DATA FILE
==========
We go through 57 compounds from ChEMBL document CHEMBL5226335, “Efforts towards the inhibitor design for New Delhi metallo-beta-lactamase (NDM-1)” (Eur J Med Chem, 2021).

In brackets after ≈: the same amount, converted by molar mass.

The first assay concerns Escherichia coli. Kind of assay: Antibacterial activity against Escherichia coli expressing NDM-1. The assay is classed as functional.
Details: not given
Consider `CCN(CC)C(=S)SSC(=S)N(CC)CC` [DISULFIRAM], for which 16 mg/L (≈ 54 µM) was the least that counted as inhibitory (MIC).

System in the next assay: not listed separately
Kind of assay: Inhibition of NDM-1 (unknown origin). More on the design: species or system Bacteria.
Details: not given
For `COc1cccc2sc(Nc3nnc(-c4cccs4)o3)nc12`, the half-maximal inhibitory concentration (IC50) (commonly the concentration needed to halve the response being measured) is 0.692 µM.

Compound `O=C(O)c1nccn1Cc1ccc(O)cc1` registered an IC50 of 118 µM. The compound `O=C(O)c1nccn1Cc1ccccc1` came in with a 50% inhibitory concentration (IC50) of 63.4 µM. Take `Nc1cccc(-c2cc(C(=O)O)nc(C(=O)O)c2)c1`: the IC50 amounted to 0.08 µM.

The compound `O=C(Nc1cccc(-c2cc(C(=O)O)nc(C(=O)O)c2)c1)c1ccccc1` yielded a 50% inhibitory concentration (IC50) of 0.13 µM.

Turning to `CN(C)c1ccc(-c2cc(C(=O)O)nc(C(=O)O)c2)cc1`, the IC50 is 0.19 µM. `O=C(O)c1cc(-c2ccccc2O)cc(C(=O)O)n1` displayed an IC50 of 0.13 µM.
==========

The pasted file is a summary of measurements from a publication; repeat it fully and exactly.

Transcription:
We go through 57 compounds from ChEMBL document CHEMBL5226335, “Efforts towards the inhibitor design for New Delhi metallo-beta-lactamase (NDM-1)” (Eur J Med Chem, 2021).

In brackets after ≈: the same amount, converted by molar mass.

The first assay concerns Escherichia coli. Kind of assay: Antibacterial activity against Escherichia coli expressing NDM-1. The assay is classed as functional.
Details: not given
Consider `CCN(CC)C(=S)SSC(=S)N(CC)CC` [DISULFIRAM], for which 16 mg/L (≈ 54 µM) was the least that counted as inhibitory (MIC).

System in the next assay: not listed separately
Kind of assay: Inhibition of NDM-1 (unknown origin). More on the design: species or system Bacteria.
Details: not given
For `COc1cccc2sc(Nc3nnc(-c4cccs4)o3)nc12`, the half-maximal inhibitory concentration (IC50) (commonly the concentration needed to halve the response being measured) is 0.692 µM.

Compound `O=C(O)c1nccn1Cc1ccc(O)cc1` registered an IC50 of 118 µM. The compound `O=C(O)c1nccn1Cc1ccccc1` came in with a 50% inhibitory concentration (IC50) of 63.4 µM. Take `Nc1cccc(-c2cc(C(=O)O)nc(C(=O)O)c2)c1`: the IC50 amounted to 0.08 µM.

The compound `O=C(Nc1cccc(-c2cc(C(=O)O)nc(C(=O)O)c2)c1)c1ccccc1` yielded a 50% inhibitory concentration (IC50) of 0.13 µM.

Turning to `CN(C)c1ccc(-c2cc(C(=O)O)nc(C(=O)O)c2)cc1`, the IC50 is 0.19 µM. `O=C(O)c1cc(-c2ccccc2O)cc(C(=O)O)n1` displayed an IC50 of 0.13 µM.